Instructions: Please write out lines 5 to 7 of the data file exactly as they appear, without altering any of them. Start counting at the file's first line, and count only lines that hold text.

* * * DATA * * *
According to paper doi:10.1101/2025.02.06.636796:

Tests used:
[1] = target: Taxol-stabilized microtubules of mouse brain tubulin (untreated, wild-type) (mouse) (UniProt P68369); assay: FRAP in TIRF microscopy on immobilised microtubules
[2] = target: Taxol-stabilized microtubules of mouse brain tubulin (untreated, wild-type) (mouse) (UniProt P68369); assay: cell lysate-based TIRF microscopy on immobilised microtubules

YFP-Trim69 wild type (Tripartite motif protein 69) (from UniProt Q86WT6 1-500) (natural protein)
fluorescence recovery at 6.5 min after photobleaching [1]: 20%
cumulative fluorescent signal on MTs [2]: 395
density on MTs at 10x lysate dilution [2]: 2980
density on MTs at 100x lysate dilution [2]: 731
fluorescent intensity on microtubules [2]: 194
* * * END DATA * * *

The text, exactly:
YFP-Trim69 wild type (Tripartite motif protein 69) (from UniProt Q86WT6 1-500) (natural protein)
fluorescence recovery at 6.5 min after photobleaching [1]: 20%
cumulative fluorescent signal on MTs [2]: 395